Mobile connectivity is needed. Applicants expressed the need for more mobile connectivity options for students rather than just focusing on fixed broadband solutions. While districts and communities should continue working to provide every home with connectivity, the reality is that students are mobile.

Many students may stay with different family members after school, work an after-school job, or participate in extracurricular activities. It is also important not to forget key student populations who require mobile connectivity, including hospital-bound students, migrant students, students in foster care, and students experiencing homelessness.

According to an applicant: “Our greatest challenge has been that once we identify a student’s need for home internet access, we have found that the student often lives in more than one location. They may also stay with other family members during a given time, so we are trying to solve home internet needs in multiple locations for our same students.”

School bus Wi-Fi is on the rise. Almost one-third of applicants from both the 2022 Homework Gap Grant and 2022 Virginia Education Broadband Grant were interested in incorporating school bus Wi-Fi into their student connectivity plan. Connecting school buses with secure, reliable Wi-Fi connectivity—which enables 65 students to connect to safe, filtered internet at one time—can be a gamechanger.

Students spend an average of 46 minutes roundtrip on the bus traveling to and from school each day. This time could be spent completing online assignments, studying for a test, or accessing additional resources.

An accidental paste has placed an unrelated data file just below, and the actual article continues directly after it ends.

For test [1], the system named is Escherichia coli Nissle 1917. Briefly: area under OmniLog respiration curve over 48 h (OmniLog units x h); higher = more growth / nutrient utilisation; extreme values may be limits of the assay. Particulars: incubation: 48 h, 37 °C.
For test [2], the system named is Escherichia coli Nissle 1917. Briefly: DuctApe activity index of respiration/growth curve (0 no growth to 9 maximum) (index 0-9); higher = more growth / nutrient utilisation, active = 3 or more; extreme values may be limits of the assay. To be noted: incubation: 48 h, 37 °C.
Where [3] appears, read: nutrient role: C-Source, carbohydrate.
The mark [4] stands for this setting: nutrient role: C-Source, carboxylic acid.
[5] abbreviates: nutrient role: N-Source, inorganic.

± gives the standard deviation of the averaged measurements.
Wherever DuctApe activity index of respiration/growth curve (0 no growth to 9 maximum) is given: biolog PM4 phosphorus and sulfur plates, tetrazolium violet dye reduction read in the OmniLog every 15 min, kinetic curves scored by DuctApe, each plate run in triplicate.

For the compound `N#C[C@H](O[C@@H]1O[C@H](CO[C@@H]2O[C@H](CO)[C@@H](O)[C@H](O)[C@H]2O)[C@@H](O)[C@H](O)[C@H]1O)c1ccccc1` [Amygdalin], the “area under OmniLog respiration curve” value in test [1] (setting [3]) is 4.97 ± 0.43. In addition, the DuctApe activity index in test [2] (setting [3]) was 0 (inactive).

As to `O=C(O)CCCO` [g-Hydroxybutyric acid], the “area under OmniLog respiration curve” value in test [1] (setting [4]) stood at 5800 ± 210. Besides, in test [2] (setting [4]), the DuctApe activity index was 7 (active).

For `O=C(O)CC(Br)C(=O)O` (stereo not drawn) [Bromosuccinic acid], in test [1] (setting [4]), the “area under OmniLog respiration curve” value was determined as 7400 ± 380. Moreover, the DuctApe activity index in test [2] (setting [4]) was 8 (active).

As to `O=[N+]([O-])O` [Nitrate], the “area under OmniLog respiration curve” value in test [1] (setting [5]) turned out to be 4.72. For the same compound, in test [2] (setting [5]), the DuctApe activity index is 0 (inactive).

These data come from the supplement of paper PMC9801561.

Questions to ask

School board members play an important role in advancing digital equity for students in their district. Your voice makes a difference in the lives of under-connected students and families as you advocate for their equal access to the wealth of opportunities and resources available online.

As you consider your school board’s digital equity strategy, these questions may help you identify the need in your district and focus your efforts:

  • How many of your students lack home internet access?
  • How and when does the school identify students or staff who need digital access?
  • Does your board have a policy to support digital inclusion for every student?
  • Does the policy ensure home access for students and staff?

Has the district applied for new federal funding opportunities, such as the ECF, to close the homework gap and support digital inclusion?

Future of Student Connectivity

While it is deeply encouraging to see the results of our shared work to close the homework gap, much work remains to be done. More than ever before, learning must be accessible to students at any time, from anywhere: at soccer practice, in a doctor’s office waiting room, and certainly from home. Likewise, with the astronomical increase in the use of videoconferencing tools, streaming platforms, video content, and advanced tech tools in our classrooms, it’s clear that the bandwidth demands of digital learning will only continue to grow.

In a broader sense—even beyond the critical metrics of classroom engagement and graduation rates—it is vital to consider the ways in which we are setting students up for lifelong success. Our world is becoming increasingly digital, with STEM tools and software, digital certifications, secondary education applications, and job opportunities hosted online. Access inequity has long-term impacts on students’ ability to succeed.

The shared goal of eliminating the homework gap once and for all can seem like a daunting task. But as we work together, leveraging the best of both public and private wireless networks, we can reach a future in which every student is connected to reliable broadband access.

To learn more about Kajeet’s Homework Gap Grant program, please visit www.kajeet.net/digitalinclusion.

Michael Flood is the general manager and senior vice president of education markets at Kajeet.